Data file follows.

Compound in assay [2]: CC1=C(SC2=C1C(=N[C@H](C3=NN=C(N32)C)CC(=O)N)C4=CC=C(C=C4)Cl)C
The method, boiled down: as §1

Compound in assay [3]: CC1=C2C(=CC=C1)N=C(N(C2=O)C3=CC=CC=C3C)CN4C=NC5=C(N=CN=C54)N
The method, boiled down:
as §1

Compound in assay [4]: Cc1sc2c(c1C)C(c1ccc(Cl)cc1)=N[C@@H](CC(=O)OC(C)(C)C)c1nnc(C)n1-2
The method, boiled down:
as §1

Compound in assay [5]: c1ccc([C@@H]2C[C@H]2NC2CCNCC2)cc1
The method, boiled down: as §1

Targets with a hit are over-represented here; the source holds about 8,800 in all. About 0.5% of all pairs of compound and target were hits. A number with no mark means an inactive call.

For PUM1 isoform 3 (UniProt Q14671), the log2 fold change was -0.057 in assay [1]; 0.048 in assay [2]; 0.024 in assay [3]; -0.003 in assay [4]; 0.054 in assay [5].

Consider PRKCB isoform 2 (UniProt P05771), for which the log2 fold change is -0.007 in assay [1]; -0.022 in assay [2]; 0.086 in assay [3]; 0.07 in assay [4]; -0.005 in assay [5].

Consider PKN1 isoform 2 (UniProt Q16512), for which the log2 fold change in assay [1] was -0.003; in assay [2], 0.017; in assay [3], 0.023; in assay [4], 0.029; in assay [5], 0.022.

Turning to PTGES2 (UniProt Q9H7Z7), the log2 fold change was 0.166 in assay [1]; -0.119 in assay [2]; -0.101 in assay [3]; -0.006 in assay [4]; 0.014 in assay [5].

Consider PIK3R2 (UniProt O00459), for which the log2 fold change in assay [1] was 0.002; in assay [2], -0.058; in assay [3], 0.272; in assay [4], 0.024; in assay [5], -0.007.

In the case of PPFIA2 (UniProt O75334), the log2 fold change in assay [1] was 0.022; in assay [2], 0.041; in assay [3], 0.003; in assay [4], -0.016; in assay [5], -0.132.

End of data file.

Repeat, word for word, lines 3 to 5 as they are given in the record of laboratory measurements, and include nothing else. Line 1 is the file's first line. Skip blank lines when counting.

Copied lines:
Compound in assay [3]: CC1=C2C(=CC=C1)N=C(N(C2=O)C3=CC=CC=C3C)CN4C=NC5=C(N=CN=C54)N
The method, boiled down:
as §1